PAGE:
In the case of TCP/IP persistent connections, when a connection needs to be added, the gateway opens a new connection with the back-end node and starts sending requests on the connection. When a connection needs to be deleted, the gateway stops sending any new requests on the connection. When all the responses on that connection have arrived, the gateway closes the connection. At the back-end, the closed connection is detected and automatically closed at the back-end also.
The above-described embodiment can work with any container. Thus an adaptive container—which adapts (modifies) its configuration parameters based on the load on the system to maintain the optimal performance—can be used in a system according to an embodiment of the invention.
It will be recognized by persons skilled in the art that various modifications can be made to the example process shown in
Steps 220 and 230 of
In the embodiment described above in detail, the queueing delay d was computed as a difference between a timestamp on the request and a timestamp on the response, minus the back-end processing time (d=(TS2−TS1)−Processing time). In embodiments in which back-end servers send responses direct to requestor clients without sending them via a dispatcher at the front-end, a notification including the response timestamp TS2 can still be provided to the front-end node to enable calculation of a queueing delay.
In an alternative embodiment, the monitored communication delay is the time between a request being sent from the first data processing unit and the start of processing at the second data processing unit. This requires clock synchronization between the first and second data processing units, but does not require measurement of the processing time or timestamping of responses (and therefore can be advantageous for systems in which the second data processing unit sends responses directly to requestor clients without going via the first data processing unit).
A further alternative embodiment monitors communication delays and modifies the number of connections separately for each of a plurality of back-end nodes within a cluster-based system. A separate monitor and connection manager is provided at the gateway for each of the back-end nodes. Despite the additional complexity of such a solution compared with solutions which modify the number of connections consistently for each back-end node within the cluster, such a solution can be advantageous in a cluster which has different types of connections between the gateway and different back end nodes.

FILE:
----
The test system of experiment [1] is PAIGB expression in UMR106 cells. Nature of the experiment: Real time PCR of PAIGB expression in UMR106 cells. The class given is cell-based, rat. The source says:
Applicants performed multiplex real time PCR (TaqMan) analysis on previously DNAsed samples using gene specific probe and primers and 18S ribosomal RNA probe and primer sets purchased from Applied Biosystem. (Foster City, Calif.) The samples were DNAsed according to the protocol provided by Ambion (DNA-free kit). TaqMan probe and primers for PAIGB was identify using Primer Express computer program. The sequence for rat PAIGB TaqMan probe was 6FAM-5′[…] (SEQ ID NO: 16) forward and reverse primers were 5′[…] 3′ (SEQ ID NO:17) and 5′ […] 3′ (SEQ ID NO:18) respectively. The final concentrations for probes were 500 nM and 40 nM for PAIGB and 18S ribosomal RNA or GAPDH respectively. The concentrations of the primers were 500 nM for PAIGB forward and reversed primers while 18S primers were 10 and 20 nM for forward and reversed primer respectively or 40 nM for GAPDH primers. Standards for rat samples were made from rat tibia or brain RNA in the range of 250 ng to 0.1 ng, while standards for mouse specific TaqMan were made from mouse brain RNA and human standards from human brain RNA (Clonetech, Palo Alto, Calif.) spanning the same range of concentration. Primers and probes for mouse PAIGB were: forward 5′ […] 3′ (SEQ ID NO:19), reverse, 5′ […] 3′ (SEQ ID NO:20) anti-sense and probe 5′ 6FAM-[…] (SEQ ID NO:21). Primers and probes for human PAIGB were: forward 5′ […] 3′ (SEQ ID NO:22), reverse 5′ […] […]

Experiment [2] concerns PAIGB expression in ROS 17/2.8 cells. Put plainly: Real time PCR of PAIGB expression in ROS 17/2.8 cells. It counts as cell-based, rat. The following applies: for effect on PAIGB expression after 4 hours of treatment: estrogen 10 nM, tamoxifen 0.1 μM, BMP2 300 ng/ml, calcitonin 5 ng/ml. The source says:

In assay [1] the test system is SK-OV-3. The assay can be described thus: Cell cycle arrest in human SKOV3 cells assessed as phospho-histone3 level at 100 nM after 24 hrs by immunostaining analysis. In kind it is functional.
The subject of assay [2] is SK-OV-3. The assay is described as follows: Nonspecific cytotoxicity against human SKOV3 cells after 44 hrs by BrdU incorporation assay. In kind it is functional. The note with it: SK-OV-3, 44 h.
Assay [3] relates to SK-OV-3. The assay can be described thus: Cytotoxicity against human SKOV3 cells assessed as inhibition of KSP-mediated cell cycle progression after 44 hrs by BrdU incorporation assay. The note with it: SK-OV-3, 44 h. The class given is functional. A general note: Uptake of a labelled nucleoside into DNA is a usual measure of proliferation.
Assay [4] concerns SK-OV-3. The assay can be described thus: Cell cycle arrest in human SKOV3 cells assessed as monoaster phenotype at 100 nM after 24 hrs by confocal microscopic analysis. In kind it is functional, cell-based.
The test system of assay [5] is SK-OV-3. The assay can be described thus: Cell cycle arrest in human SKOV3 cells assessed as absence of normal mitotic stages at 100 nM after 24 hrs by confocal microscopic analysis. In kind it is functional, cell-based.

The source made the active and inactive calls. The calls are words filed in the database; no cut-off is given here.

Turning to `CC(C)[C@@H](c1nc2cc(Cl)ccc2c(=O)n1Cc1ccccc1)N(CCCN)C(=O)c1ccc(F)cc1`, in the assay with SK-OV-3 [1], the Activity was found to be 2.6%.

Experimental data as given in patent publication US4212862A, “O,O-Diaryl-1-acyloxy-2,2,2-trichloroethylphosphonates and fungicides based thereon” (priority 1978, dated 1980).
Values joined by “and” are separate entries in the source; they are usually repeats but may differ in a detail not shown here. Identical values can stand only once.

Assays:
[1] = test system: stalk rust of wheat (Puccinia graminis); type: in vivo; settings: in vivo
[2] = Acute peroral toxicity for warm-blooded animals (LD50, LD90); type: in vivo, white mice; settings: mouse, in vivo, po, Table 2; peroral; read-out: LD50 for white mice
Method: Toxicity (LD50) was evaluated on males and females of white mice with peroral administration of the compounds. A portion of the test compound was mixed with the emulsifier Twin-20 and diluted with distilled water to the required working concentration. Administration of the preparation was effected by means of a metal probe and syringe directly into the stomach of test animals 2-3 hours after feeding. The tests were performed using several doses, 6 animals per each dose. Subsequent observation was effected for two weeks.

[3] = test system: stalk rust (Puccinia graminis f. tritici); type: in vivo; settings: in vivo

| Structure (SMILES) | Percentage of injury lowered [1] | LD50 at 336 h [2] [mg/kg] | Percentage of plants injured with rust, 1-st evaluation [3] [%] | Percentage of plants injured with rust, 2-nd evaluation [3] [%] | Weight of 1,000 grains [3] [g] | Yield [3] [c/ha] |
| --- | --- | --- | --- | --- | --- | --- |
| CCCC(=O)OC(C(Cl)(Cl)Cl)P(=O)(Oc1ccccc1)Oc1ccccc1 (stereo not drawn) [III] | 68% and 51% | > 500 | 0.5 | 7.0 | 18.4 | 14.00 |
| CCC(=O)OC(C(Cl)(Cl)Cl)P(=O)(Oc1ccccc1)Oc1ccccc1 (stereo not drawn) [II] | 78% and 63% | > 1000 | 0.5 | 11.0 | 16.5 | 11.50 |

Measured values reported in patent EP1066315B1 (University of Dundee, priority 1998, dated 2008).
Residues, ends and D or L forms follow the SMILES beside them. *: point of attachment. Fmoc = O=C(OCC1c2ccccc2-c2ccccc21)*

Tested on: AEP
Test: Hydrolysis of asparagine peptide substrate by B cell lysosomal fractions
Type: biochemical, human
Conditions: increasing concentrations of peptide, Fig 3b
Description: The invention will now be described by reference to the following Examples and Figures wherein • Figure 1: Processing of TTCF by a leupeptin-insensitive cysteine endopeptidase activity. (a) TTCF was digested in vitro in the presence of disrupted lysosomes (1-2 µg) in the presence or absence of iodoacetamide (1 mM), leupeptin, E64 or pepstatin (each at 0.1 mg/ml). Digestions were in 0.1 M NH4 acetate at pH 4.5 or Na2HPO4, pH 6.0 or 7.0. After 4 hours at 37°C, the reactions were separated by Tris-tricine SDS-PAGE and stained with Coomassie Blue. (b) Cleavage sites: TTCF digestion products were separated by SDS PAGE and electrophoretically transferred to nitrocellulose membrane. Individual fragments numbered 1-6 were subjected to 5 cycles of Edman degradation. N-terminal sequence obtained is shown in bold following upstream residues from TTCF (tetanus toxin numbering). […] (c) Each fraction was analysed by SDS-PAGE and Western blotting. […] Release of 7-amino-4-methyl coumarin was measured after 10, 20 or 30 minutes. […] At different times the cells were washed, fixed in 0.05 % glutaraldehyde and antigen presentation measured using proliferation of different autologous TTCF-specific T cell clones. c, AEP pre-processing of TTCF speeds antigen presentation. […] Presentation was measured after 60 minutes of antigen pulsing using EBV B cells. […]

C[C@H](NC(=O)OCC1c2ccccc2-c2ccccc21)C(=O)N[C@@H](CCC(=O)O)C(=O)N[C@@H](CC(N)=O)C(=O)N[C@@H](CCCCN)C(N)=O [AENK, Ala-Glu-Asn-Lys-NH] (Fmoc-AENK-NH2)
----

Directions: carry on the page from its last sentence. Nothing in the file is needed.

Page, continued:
Embodiments of the invention described above can be implemented in cluster-based Web servers, Web application servers and in Web-hosting service implementations. A system which is capable of adapting the number of persistent connections according to an embodiment of the invention can maintain performance when experiencing workloads which would cause degraded performance in many conventional systems.
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|U.S. Classification||370/236, 370/252|
|International Classification||H04L29/08, H04L12/56, H04L29/02, H04L29/06, H04L12/26, H04L1/00|
|Cooperative Classification||H04L67/1017, H04L47/70, H04L67/1012, H04L67/1029, H04L67/1008, H04L67/1002, H04L67/101, H04L47/781, H04L47/822, H04L41/0816, H04L41/083, H04L47/15, H04L43/0852, H04L47/10|
|European Classification||H04L12/56R, H04L29/08N9A1C, H04L29/08N9A1F, H04L29/08N9A1B, H04L29/08N9A7, H04L29/08N9A1D, H04L47/78A, H04L47/10, H04L47/82B, H04L43/08F, H04L47/15, H04L29/08N9A|
|Oct 22, 2003||AS||Assignment|
Owner name: INTERNATIONAL BUSINESS MACHINES CORPORATION, NEW Y
Free format text: ASSIGNMENT OF ASSIGNORS INTEREST;ASSIGNORS:CHAFLE, GIRISH BHIMRAO;NANDA, MANGALA GOWRI;REEL/FRAME:014650/0279;SIGNING DATES FROM 20030911 TO 20030916
|Jan 30, 2012||REMI||Maintenance fee reminder mailed|
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Owner name: FACEBOOK, INC., CALIFORNIA
Free format text: ASSIGNMENT OF ASSIGNORS INTEREST;ASSIGNOR:INTERNATIONAL BUSINESS MACHINES CORPORATION;REEL/FRAME:027991/0576
Effective date: 20120327